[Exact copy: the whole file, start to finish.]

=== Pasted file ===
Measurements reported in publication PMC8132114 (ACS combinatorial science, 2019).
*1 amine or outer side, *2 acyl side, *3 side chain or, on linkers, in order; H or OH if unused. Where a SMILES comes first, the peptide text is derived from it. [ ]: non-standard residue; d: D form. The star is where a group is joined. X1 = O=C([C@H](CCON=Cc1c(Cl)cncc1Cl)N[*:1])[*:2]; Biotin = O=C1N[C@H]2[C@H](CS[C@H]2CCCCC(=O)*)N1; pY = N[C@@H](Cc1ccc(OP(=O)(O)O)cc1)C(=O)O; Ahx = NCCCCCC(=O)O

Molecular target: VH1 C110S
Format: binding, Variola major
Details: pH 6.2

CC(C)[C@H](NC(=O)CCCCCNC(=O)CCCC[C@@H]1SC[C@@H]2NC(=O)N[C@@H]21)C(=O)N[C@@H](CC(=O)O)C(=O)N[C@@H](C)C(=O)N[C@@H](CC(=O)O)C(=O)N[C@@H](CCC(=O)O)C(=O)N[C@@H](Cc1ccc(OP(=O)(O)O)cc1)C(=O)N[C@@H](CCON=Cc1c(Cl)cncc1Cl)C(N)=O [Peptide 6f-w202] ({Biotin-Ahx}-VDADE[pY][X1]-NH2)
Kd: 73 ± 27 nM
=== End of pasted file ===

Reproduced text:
Measurements reported in publication PMC8132114 (ACS combinatorial science, 2019).
*1 amine or outer side, *2 acyl side, *3 side chain or, on linkers, in order; H or OH if unused. Where a SMILES comes first, the peptide text is derived from it. [ ]: non-standard residue; d: D form. The star is where a group is joined. X1 = O=C([C@H](CCON=Cc1c(Cl)cncc1Cl)N[*:1])[*:2]; Biotin = O=C1N[C@H]2[C@H](CS[C@H]2CCCCC(=O)*)N1; pY = N[C@@H](Cc1ccc(OP(=O)(O)O)cc1)C(=O)O; Ahx = NCCCCCC(=O)O

Molecular target: VH1 C110S
Format: binding, Variola major
Details: pH 6.2

CC(C)[C@H](NC(=O)CCCCCNC(=O)CCCC[C@@H]1SC[C@@H]2NC(=O)N[C@@H]21)C(=O)N[C@@H](CC(=O)O)C(=O)N[C@@H](C)C(=O)N[C@@H](CC(=O)O)C(=O)N[C@@H](CCC(=O)O)C(=O)N[C@@H](Cc1ccc(OP(=O)(O)O)cc1)C(=O)N[C@@H](CCON=Cc1c(Cl)cncc1Cl)C(N)=O [Peptide 6f-w202] ({Biotin-Ahx}-VDADE[pY][X1]-NH2)
Kd: 73 ± 27 nM